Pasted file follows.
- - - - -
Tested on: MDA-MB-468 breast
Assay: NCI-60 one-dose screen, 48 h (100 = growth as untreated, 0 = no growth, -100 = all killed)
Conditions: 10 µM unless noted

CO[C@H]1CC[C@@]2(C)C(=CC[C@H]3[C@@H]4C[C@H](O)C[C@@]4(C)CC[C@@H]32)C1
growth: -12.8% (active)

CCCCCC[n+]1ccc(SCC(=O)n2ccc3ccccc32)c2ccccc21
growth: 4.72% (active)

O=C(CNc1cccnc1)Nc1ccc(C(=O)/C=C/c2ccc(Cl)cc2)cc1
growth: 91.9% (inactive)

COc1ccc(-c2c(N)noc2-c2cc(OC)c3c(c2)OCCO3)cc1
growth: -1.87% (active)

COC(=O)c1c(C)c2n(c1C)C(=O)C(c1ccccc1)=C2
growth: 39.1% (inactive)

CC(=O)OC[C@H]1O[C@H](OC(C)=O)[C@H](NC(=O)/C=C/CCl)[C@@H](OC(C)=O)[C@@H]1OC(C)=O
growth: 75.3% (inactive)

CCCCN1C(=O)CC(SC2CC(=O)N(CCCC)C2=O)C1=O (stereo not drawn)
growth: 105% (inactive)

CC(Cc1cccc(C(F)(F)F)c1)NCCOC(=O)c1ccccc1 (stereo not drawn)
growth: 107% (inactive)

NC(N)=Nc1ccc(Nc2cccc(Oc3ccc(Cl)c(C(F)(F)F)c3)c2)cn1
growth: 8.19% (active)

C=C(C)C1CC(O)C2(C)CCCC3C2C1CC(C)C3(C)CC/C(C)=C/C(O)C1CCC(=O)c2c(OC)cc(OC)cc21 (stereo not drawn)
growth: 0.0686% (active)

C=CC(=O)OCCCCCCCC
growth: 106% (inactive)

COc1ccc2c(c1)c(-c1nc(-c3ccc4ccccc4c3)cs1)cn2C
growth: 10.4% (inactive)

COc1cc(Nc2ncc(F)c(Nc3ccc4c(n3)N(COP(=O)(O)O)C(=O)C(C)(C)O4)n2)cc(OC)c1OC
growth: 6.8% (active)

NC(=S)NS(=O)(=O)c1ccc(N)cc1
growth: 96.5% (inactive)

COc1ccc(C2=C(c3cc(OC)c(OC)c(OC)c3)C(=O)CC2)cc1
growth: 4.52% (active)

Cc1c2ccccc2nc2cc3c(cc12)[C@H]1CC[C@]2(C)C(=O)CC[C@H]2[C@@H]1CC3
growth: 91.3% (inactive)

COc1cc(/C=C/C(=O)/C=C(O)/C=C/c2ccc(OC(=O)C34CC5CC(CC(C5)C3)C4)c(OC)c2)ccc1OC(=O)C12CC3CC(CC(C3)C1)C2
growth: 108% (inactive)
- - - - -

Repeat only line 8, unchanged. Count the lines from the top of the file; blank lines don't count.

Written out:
O=C(CNc1cccnc1)Nc1ccc(C(=O)/C=C/c2ccc(Cl)cc2)cc1